Volkswagen Halts T6 Multivan Deliveries Due To Nitrogen Oxide Emissions Significantly Above Legal Limits

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Volkswagen has, for the time being, halted deliveries of its T6 multivan to dealerships after it was detected that the diesel van was emitting nitrogen oxide levels well above legal limits. The company has now reported this fact to Germany’s auto industry watchdog, KBA.

A spokesperson for Volkswagen’s van division commented on the matter: “VW commercial vehicles is looking into signs that certain technical data … cannot be fully confirmed” by actual reviews of the T6 van’s actual and planned emission levels.

The possibility that these discrepancies (or, ahem, “uncertainties” as Volkswagen reps have helpfully worded the issue) are due to the presence of illegal engine management software — that is, due to so-called “defeat devices” — was “ruled out” by the spokesperson in question, it should be noted.

Volkswagen is now running further tests, as per an agreement with the KBA.

Here’s more on the matter, via Reuters: “Earlier on Friday German magazine Der Spiegel, without identifying the source of its information, reported that VW tests had shown that T6 toxic nitrogen oxide emissions in part significantly exceeded legal limits as VW had set an emissions-related so-called ‘adjustment factor’ too low when seeking KBA approval for the model.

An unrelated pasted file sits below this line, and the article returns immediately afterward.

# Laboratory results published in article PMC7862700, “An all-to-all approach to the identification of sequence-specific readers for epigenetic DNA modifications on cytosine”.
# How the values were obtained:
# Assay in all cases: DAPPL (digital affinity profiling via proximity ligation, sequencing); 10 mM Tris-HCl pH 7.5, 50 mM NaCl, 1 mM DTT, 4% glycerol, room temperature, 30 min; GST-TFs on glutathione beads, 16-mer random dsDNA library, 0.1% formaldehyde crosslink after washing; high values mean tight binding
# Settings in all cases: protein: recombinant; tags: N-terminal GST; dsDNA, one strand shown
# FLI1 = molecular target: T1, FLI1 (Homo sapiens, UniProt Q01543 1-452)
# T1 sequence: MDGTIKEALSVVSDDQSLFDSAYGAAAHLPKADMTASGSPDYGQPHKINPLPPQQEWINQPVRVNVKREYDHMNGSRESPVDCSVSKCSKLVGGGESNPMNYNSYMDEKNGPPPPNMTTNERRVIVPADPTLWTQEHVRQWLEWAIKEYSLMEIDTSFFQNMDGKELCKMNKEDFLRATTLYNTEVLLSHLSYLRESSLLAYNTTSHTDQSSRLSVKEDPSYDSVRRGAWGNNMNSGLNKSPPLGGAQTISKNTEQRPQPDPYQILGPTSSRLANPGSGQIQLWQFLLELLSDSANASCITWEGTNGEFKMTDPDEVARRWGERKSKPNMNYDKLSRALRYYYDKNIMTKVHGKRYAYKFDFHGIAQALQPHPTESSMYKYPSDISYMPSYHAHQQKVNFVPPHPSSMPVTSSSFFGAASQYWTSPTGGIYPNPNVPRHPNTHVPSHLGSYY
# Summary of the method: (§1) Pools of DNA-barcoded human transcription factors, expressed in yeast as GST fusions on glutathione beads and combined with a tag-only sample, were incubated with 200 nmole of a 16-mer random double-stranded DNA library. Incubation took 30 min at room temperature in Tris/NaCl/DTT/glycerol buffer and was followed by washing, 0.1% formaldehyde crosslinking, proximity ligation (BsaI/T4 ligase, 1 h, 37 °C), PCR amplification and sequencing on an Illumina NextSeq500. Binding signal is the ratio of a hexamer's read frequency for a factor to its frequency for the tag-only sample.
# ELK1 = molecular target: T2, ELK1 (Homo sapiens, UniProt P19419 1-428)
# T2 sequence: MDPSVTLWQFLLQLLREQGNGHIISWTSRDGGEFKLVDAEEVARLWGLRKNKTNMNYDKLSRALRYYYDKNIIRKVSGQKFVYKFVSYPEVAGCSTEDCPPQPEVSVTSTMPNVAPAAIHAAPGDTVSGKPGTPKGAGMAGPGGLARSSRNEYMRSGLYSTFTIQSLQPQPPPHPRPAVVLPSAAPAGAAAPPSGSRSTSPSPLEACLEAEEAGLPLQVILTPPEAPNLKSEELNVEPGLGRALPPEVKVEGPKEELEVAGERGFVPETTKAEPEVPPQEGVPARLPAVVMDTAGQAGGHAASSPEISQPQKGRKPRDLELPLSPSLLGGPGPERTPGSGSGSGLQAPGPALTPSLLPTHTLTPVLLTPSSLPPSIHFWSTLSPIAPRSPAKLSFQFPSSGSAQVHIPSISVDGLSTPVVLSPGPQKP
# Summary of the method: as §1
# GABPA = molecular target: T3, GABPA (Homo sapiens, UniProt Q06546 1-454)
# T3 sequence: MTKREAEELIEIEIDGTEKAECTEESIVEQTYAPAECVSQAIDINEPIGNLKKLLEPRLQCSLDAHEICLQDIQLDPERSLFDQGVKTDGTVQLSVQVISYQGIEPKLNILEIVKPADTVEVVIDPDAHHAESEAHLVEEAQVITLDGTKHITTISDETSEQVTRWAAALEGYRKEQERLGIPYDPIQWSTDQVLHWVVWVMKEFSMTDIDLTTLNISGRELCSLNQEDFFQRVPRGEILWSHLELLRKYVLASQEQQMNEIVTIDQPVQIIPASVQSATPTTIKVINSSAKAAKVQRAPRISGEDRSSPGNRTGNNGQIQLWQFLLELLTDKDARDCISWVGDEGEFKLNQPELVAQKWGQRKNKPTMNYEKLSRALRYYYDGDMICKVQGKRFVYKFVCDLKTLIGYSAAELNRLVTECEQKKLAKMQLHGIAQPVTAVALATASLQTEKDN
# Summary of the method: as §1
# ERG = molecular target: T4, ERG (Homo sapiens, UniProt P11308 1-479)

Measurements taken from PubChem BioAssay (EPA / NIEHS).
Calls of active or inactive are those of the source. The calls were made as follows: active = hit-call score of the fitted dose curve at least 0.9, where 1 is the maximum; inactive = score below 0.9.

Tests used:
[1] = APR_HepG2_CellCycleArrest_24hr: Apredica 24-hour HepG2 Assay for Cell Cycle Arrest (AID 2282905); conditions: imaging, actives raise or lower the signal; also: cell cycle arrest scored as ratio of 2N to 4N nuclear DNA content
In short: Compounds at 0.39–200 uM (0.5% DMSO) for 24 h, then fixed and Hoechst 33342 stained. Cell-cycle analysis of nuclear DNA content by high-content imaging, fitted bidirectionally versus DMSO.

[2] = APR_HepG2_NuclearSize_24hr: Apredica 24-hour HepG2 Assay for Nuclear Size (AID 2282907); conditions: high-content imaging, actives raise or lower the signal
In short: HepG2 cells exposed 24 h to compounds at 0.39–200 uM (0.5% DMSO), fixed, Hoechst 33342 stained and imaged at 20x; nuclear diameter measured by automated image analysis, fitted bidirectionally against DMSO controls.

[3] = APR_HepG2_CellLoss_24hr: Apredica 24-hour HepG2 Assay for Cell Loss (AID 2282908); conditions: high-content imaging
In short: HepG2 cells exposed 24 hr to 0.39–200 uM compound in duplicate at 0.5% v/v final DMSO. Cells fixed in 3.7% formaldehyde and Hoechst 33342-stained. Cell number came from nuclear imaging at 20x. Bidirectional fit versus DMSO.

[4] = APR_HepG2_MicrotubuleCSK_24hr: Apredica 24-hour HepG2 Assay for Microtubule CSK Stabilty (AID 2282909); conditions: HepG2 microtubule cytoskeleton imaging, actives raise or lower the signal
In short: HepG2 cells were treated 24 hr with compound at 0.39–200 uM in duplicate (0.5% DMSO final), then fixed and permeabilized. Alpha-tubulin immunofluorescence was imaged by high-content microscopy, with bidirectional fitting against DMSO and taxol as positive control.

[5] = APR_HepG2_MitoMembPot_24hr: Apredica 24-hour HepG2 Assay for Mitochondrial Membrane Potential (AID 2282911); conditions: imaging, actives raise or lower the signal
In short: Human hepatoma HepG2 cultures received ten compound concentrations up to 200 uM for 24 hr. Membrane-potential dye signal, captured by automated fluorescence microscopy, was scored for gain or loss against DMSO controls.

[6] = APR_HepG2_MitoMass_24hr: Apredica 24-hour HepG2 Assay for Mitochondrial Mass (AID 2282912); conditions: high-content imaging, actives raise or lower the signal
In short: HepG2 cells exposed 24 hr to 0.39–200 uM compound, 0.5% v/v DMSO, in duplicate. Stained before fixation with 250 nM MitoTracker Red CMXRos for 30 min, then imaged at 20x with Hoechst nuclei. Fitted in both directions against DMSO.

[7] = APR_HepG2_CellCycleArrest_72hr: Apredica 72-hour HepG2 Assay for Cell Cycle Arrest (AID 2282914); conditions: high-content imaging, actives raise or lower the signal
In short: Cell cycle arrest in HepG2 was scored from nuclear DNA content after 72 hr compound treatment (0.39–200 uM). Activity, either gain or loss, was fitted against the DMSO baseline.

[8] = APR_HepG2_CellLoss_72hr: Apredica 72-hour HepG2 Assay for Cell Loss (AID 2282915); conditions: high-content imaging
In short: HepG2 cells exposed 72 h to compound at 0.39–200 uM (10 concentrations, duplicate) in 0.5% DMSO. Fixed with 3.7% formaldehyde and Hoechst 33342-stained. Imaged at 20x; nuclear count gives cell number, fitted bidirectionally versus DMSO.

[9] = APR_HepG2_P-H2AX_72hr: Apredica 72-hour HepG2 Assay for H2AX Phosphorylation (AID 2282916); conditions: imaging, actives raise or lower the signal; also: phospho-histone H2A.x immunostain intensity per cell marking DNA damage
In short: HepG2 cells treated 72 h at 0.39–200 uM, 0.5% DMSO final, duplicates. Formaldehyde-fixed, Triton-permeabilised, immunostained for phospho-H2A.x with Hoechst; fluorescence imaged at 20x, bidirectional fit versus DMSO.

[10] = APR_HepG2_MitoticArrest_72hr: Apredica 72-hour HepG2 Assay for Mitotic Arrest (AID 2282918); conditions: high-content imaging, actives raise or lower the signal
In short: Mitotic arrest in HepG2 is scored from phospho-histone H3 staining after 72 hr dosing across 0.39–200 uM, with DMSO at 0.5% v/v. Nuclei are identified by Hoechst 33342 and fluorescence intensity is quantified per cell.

“The VW commercial vehicles division’s Amarok pick-up truck and box-type Caddy model were implicated in the carmaker’s ‘dieselgate’ scandal as they also carried the engine at the center of the manipulations, codenamed EA 189. The van division spokesman did not comment on engine types, the number of vehicles affected, or when the models in question were built. The KBA had no immediate comment on the matter.”

Given the weak actions taken to date by the KBA when it comes to the Volkswagen diesel emissions cheating scandal, I wouldn’t expect much of anything important to come out of this news, but it’s perhaps worth taking note of.

Something that’s very interesting to note here, though, is that while this minor scandal is unfolding, Deutsche Post DHL has been greatly ramping up production of the its all-electric “Work” model van — with sales to third parties now going strong. It is also now rising up the ranks of the top-selling plug-in vehicles in Europe.

As you may recall, when approached by Deutsche Post DHL a few years back about manufacturing an all-electric delivery van for them, Volkswagen execs basically scoffed and said that such a thing wasn’t possible.

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James Ayre

James Ayre's background is predominantly in geopolitics and history, but he has an obsessive interest in pretty much everything. After an early life spent in the Imperial Free City of Dortmund, James followed the river Ruhr to Cofbuokheim, where he attended the University of Astnide. And where he also briefly considered entering the coal mining business. He currently writes for a living, on a broad variety of subjects, ranging from science, to politics, to military history, to renewable energy.

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